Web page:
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Government’s Decision to Drop Second Bankman-Fried Trial Leaves Questions Unanswered

Last Updated January 2, 2024 2:23 PM
James Morales
Last Updated January 2, 2024 2:23 PM

Key Takeaways

  • Prosecutors have decided to drop the remaining charges against Sam Bankman-Fried.
  • They argue that a second trial would unnecessarily delay Bankman-Fried’s sentencing.
  • However, critics have decried the decision as a missed opportunity.

Following the implosion of the FTX crypto exchange in November 2022, US Federal prosecutors charged its founder Sam Bankman-Fried with eight criminal indictments alleging fraud and money laundering. Several months later, in March 2023, they added five additional charges, including conspiracy to bribe foreign officials. 

But now, after securing convictions for seven of the eight initial charges in November, the US Government has decided not to proceed with a second trial. 

Bankman-Fried off the Hook: Government Lawyers Drop Remaining Charges

On Friday, December 29, US attorneys in charge of prosecuting Bankman-Fried said they would drop the remaining charges against him. 

Arguing that there was “strong public interest in a prompt resolution of this matter,” the government said that a second trial would unnecessarily delay the FTX founder’s sentencing, leaving both the defendant and the victims in limbo.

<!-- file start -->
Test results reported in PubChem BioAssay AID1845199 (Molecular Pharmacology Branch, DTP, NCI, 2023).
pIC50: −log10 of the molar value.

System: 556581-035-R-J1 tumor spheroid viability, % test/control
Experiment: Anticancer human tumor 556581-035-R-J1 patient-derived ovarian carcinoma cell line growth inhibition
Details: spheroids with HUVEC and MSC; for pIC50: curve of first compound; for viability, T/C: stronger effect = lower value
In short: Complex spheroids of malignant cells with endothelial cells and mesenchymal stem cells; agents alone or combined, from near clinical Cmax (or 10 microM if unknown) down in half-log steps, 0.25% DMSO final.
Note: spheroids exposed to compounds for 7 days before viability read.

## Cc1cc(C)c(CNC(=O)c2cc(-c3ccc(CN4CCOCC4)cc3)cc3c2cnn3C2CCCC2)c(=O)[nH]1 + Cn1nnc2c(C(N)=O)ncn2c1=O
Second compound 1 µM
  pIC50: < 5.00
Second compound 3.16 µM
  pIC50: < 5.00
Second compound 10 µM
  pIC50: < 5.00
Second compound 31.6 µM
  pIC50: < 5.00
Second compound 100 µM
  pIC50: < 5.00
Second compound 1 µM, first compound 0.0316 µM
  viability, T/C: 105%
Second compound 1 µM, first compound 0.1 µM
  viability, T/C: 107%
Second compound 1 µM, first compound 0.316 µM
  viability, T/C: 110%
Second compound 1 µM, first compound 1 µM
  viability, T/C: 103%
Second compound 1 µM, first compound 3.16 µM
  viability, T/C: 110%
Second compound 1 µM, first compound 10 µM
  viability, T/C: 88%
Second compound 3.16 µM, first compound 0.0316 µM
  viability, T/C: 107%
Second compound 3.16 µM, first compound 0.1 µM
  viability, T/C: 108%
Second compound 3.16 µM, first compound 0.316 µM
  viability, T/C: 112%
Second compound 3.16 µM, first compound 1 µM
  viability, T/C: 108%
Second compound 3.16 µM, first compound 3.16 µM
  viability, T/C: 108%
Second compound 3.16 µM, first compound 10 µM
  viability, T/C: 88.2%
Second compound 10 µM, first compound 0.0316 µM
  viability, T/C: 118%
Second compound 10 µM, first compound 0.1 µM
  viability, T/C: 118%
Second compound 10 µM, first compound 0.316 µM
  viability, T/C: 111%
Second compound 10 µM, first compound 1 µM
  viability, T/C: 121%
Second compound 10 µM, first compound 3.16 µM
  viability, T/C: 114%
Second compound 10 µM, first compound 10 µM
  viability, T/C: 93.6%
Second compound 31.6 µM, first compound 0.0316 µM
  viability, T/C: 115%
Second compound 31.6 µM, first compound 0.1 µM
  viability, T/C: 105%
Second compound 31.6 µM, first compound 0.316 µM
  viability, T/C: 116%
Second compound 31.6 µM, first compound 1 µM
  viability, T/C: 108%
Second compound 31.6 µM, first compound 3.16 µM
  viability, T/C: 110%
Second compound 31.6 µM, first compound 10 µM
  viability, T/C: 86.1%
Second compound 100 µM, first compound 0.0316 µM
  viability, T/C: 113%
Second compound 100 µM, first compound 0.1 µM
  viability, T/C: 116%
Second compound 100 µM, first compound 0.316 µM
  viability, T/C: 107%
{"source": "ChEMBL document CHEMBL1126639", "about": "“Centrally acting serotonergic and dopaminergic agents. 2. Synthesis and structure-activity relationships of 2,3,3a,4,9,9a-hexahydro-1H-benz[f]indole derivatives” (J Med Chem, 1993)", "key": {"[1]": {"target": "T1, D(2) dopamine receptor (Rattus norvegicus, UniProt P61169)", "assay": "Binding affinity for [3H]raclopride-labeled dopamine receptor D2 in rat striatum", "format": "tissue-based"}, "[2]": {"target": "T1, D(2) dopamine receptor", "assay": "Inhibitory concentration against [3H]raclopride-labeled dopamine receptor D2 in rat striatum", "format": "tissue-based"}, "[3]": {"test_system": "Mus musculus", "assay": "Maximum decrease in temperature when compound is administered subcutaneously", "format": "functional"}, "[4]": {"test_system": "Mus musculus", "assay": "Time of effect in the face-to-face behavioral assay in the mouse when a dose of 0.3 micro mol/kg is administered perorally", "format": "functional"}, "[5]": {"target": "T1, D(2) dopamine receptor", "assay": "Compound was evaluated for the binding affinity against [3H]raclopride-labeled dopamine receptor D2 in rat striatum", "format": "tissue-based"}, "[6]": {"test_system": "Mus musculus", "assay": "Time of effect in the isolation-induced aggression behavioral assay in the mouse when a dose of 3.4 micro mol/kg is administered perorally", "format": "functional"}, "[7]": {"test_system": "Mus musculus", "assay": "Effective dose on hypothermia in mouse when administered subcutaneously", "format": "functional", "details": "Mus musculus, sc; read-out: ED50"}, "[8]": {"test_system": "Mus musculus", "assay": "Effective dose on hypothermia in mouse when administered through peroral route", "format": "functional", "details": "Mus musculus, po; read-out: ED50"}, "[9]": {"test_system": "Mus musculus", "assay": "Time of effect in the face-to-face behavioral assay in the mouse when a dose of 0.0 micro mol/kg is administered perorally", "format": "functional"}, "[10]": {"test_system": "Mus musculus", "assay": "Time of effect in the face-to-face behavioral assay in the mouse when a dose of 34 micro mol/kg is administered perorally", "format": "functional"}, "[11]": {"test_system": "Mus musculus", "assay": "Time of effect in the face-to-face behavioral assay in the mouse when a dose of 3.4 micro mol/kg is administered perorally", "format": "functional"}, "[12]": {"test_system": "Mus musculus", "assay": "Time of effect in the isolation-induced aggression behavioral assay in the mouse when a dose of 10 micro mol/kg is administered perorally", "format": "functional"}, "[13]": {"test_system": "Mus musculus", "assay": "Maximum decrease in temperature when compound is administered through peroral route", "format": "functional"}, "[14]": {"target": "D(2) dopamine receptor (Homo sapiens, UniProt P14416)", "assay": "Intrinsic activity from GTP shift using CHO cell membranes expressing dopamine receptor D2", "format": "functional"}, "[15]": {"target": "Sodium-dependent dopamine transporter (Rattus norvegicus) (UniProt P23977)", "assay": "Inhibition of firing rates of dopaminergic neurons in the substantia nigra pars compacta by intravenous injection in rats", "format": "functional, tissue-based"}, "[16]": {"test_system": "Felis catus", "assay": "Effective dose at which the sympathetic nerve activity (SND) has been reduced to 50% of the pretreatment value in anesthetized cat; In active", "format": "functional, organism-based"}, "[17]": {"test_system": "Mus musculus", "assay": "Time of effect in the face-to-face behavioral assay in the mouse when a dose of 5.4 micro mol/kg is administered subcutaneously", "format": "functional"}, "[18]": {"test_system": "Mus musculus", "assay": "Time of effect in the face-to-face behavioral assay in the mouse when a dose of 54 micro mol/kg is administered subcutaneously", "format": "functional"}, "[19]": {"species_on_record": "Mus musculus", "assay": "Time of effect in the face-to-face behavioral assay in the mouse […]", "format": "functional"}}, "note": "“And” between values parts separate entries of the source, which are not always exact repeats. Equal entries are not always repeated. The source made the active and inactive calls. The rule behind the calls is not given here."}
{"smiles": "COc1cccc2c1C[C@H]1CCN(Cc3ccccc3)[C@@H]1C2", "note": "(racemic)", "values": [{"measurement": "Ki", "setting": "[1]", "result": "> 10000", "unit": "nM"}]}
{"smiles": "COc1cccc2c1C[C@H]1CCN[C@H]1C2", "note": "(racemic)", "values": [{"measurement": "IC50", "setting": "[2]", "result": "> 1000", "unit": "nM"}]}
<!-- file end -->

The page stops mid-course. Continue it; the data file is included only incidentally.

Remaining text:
However, many who have been following the case have decried the decision. 

Had it gone ahead, the second trial would have dealt with some of the more explosive charges against him. Alongside charges that he tried to bribe Chinese officials, the disgraced former billionaire was set to face allegations that he illegally financed political campaigns using FTX customer funds.

Campaign Finance Claims Overlooked?

In the wake of the FTX bankruptcy crisis, prosecutors initially charged Bankman-Fried with two counts of conspiracy to commit wire fraud, two counts of wire fraud, conspiracy to commit commodities fraud, conspiracy to commit securities fraud, conspiracy to commit money laundering and conspiracy to make unlawful campaign contributions.

When Bankman-Fried was extradited to the US, authorities in the Bahamas did not consent to trial on the final charge. When the case went to court a year later, only the fraud and money laundering charges were addressed. 

In Friday’s letter, US attorneys claimed that if they proceeded with the prosecution, they would end up presenting much of the same evidence the court has already reviewed in his fraud trial.

Bankruptcy proceedings, such as the ongoing one regarding FTX and its creditors can still pursue illegally donated money.

Since the allegations first came to light, the 31-year-old’s political donations have been the subject of intense scrutiny. 

The now-dropped charges alleged that both Democrats and Republicans benefited from illegal campaign contributions. The fiercest criticism has typically come from the right, with many pointing out that Bankman-Fried was one of the largest donors to Joe Biden’s 2020 Presidential campaign.

In a response to Friday’s announcement, Republican Congressman Tim Burchett lamented that “we won’t know which politicians he bribed or whose campaigns he influenced”. 

Meanwhile, Coinbase Chief Legal Officer Paul Grewal offered a similar assessment of the situation, albeit without the partisan undertones. Calling the decision a “miscarriage of justice” Grewal said dropping the remaining charges against the former crypto mogul was a mistake that will deny the public an opportunity to get answers.

The United States Department of Justice did not immediately respond to a request for comment.

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